Marriage Most Scandalous

( 66 )

Overview

#1 New York Times bestselling author Johanna Lindsay presents a powerfully romantic Regency-era tale that is breathtaking in scope and wondrously passionate.

When Sebastian Townshend, son of the eighth Earl of Edgewood, was banished from his family due to the tragic results of a duel, he vowed never to return to England. Now living on the continent, Sebastian has forged a new identity as a deadly mercenary, The Raven. But his former neighbor, Lady Margaret Landor, has different ...

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Marriage Most Scandalous

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Overview

#1 New York Times bestselling author Johanna Lindsay presents a powerfully romantic Regency-era tale that is breathtaking in scope and wondrously passionate.

When Sebastian Townshend, son of the eighth Earl of Edgewood, was banished from his family due to the tragic results of a duel, he vowed never to return to England. Now living on the continent, Sebastian has forged a new identity as a deadly mercenary, The Raven. But his former neighbor, Lady Margaret Landor, has different plans for him. Back in England, Sebastian's father has had several accidents and Margaret suspects foul play and deception that reach as far back as the infamous duel. Convinced that only Sebastian can set the situation to rights, Margaret arranges a scandalous bargain with him that includes Sebastian's returning home as her husband. As the newlyweds uncover a deadly scheme, a fierce passion blossoms between them, which neither anticipated — and neither can resist.

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Editorial Reviews

Library Journal
A deadly soldier of fortune meets a damsel with a mission in another historical bodice ripper by the popular author. Simultaneous Atria hardcover. Copyright 2005 Reed Business Information.
From the Publisher
"Deliciously sexy." — Booklist
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Product Details

  • ISBN-13: 9781476798394
  • Publisher: Gallery Books
  • Publication date: 10/4/2014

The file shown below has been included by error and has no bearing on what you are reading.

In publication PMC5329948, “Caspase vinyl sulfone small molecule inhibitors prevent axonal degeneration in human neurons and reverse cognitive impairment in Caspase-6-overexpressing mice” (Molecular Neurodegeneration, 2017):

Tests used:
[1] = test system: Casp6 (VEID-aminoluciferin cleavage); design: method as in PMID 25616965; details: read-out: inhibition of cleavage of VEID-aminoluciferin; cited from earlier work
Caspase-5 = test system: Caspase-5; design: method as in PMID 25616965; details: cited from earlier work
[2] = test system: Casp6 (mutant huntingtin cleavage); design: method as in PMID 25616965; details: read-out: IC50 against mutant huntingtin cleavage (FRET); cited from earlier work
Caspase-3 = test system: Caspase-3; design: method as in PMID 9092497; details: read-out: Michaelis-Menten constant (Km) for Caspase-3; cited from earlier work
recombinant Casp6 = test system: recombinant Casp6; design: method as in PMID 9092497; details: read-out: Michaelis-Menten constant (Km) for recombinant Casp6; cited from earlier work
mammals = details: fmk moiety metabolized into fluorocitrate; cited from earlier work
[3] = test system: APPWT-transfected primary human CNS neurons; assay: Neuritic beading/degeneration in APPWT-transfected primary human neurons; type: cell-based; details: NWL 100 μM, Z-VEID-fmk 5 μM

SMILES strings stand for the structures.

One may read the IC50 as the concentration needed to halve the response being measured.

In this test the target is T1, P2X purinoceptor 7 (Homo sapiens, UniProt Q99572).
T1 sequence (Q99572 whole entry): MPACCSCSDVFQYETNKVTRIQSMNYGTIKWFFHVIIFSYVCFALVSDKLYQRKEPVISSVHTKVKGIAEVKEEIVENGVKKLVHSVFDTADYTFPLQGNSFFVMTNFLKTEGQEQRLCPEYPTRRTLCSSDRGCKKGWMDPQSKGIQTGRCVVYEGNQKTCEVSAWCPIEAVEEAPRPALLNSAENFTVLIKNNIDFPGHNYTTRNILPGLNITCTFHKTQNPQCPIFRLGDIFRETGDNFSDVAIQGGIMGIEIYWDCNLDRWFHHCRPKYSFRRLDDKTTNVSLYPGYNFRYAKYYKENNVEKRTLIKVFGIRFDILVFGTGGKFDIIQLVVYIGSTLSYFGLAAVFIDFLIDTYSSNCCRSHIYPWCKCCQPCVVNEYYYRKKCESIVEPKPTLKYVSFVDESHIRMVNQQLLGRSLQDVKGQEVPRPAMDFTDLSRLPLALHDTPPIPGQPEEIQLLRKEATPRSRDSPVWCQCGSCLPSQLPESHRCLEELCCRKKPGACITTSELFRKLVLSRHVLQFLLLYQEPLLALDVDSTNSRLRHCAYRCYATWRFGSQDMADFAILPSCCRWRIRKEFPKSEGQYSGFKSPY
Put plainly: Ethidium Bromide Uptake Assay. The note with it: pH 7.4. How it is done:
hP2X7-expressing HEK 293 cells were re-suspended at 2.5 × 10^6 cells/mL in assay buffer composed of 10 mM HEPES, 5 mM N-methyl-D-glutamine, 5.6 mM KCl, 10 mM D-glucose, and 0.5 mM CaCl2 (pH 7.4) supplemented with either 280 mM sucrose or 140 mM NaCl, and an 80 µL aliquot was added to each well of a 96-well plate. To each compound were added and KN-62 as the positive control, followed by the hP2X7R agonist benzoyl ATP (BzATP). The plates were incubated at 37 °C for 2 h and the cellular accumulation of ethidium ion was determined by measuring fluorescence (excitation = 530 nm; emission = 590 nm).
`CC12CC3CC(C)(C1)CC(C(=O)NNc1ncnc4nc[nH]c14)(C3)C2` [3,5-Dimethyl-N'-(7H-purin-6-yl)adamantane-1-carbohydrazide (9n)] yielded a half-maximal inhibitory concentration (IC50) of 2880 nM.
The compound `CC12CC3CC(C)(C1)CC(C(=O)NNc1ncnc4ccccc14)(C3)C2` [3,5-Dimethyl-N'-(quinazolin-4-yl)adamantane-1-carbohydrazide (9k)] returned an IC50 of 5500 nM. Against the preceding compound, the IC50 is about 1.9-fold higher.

• Edition description: Reissue
  • Pages: 448
  • Sales rank: 374,752
  • Product dimensions: 7.90 (w) x 4.90 (h) x 1.20 (d)

Meet the Author

Johanna Lindsey is one of the most popular authors of romantic fiction, with over sixty million copies of her novels sold. World renowned for her novels of “first-rate romance” (New York Daily News), Lindsey is the author of forty-three previous bestselling novels, many of which have been #1 New York Times bestsellers. Lindsey lives in Maine with her family.
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Read an Excerpt

Marriage Most Scandalous


By Johanna Lindsey

Pocket Books

Copyright © 2005 Johanna Lindsey
All right reserved.

ISBN: 1-4165-0545-8


Chapter One

Like many towns and villages throughout Austria, Felburg had its share of Baroque architecture in its churches and its plaza, its fountains and charming squares. Where Vienna overwhelmed, Felburg offered peace and quiet, which was why Sebastian Townshend decided to spend the night there as he passed through the Alpine hills.

The job he had just finished had been frustrating, taking him from France to Italy, back to France, then to Hungary, and finally to Vienna. His mission had been to retrieve stolen books, very rare books that a wife had absconded with. His current employer didn't want his wife back, just the books. Sebastian had them in his possession now. The wife hadn't been cooperative, though. He'd had to steal them from her.

It had been a distasteful task but not as abhorrent as some of the jobs he'd taken over the years since he'd left home. For quite a few years he hadn't discriminated. He simply had little reason to care about anything. Disowned by his father, all ties to his family broken, and carrying a bitterness deep inside himself that he refused to acknowledge, Sebastian wasn't a man to trifle with. You had to have a reason to live in order to value life. He didn't particularly value his.

He used to. Wealth, title, good friends, and family had all been his. His life had seemed almost charmed. He had a tall, strapping body, exceptional good looks, and enjoyed splendid health. He'd had it all. But that was before he'd killed his best friend in a duel and had been told by his father never to darken England's shores again.

He hadn't gone back, had sworn he never would. England, once his home, held only painful memories for him. He'd been adrift now for eleven of his thirty-three years and saw no end to it.

Europe could be called his home if he had to name a place, but there was no place in particular that he favored. He'd been to every country on the Continent and a few beyond, spoke all of the major languages and a few of the less well-known ones, three acquired by necessity, six in all. He could afford a nice property to settle on. He'd left home penniless, but the jobs he took were lucrative, and with nothing to spend his money on, he was quite rich. But the idea of "home" reminded him too much of his real one, so he'd avoided establishing one. And he was rarely in one place for long. He lived in inns and hotels, and frequently when he was on a job, on a pallet on the ground.

He did buy one property in the north of France, though, only because he found it occasionally useful. The crumbling ruins of an old keep could hardly be called a home. The only thing intact in it had been the dungeon, but even that consisted of bare doorless cells that he'd never bothered to refurbish. He'd bought the ruins mainly to have a place where those looking to hire him could readily find him, or leave word with the caretaker he kept there. And because it suited his fancy to own a ruins, so similar to his life.